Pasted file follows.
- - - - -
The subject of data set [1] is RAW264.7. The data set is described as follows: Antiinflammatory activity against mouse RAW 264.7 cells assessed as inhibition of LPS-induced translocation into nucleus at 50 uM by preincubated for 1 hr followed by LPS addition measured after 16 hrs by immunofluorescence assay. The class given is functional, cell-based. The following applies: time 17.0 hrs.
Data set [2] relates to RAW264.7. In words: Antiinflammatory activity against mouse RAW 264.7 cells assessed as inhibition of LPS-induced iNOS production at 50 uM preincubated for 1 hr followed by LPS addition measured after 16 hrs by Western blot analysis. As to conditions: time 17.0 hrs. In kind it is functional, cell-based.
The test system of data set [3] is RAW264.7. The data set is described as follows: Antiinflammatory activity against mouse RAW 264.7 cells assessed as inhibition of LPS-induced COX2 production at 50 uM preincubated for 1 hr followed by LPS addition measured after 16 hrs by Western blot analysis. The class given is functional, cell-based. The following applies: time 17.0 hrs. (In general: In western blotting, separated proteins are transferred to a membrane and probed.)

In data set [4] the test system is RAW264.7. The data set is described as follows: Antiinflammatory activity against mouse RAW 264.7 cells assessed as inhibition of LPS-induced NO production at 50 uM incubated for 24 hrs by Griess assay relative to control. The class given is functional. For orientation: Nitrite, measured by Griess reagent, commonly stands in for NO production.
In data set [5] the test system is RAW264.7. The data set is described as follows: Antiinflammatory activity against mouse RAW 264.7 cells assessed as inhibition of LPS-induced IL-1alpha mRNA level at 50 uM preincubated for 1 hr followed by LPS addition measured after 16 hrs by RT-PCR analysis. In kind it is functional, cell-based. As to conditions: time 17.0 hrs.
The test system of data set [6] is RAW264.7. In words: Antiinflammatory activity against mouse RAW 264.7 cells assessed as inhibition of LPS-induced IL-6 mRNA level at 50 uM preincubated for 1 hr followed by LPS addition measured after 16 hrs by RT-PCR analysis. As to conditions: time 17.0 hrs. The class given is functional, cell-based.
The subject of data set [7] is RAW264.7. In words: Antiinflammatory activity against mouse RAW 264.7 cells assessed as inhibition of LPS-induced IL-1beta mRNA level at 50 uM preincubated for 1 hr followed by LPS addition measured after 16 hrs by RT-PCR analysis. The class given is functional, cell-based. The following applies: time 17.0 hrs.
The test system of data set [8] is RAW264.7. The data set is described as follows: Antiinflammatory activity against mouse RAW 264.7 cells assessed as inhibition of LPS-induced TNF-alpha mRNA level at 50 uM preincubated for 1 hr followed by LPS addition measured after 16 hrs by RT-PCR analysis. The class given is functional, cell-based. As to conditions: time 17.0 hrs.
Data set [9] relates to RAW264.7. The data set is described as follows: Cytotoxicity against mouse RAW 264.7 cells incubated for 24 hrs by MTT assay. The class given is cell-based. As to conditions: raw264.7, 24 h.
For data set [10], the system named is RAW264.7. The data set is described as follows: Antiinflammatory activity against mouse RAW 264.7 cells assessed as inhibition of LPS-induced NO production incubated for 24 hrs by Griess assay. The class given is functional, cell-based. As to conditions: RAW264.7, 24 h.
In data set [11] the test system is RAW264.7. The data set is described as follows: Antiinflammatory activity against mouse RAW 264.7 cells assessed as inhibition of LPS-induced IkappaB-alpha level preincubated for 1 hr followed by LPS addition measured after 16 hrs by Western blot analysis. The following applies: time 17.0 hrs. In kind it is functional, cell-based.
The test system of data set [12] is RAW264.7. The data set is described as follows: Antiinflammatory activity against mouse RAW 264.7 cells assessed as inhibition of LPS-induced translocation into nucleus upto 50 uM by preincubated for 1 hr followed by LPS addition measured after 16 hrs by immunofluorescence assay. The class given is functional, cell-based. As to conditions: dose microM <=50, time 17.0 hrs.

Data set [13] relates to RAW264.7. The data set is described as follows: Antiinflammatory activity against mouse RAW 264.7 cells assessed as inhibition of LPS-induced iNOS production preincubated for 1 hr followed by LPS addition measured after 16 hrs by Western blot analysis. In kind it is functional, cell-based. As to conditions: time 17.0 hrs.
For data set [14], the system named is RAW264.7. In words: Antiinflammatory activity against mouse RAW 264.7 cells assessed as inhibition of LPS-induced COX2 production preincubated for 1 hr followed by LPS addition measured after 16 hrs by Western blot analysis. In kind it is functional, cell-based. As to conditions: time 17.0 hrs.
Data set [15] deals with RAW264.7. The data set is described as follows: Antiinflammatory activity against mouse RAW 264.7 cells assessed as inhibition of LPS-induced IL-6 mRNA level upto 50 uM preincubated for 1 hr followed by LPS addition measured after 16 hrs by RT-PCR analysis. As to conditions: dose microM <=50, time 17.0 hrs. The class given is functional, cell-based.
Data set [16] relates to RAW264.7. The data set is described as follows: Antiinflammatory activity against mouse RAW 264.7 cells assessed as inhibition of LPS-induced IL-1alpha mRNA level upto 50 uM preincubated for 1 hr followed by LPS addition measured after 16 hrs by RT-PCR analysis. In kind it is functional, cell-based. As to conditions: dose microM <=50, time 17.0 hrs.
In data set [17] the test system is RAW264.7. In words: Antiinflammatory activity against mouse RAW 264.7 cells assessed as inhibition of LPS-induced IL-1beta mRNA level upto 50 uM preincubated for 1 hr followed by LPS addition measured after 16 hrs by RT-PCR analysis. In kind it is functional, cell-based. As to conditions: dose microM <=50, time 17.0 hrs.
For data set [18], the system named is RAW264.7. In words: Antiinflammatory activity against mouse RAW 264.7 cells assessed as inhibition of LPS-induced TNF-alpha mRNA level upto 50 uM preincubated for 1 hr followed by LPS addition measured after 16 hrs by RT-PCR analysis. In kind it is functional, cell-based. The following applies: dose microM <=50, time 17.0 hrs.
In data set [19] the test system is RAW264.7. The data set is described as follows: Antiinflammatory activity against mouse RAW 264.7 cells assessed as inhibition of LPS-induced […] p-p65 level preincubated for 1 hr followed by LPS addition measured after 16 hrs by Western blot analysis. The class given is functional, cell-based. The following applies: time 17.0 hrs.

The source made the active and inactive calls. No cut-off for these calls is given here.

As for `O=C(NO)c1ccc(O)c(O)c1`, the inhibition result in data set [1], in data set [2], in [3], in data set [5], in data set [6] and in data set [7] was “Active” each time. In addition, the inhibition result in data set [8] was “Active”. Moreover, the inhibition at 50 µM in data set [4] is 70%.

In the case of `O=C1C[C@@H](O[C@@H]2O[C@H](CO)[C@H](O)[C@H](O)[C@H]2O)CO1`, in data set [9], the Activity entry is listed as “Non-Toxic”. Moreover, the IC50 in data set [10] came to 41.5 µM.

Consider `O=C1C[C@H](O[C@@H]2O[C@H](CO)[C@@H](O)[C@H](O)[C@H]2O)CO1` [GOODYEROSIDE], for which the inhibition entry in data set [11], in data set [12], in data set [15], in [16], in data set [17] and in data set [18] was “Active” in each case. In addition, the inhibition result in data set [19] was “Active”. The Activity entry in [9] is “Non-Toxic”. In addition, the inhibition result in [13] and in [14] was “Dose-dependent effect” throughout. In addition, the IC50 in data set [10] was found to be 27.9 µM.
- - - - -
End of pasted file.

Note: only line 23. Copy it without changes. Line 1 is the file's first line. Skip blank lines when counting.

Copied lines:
Consider `O=C1C[C@H](O[C@@H]2O[C@H](CO)[C@@H](O)[C@H](O)[C@H]2O)CO1` [GOODYEROSIDE], for which the inhibition entry in data set [11], in data set [12], in data set [15], in [16], in data set [17] and in data set [18] was “Active” in each case. In addition, the inhibition result in data set [19] was “Active”. The Activity entry in [9] is “Non-Toxic”. In addition, the inhibition result in [13] and in [14] was “Dose-dependent effect” throughout. In addition, the IC50 in data set [10] was found to be 27.9 µM.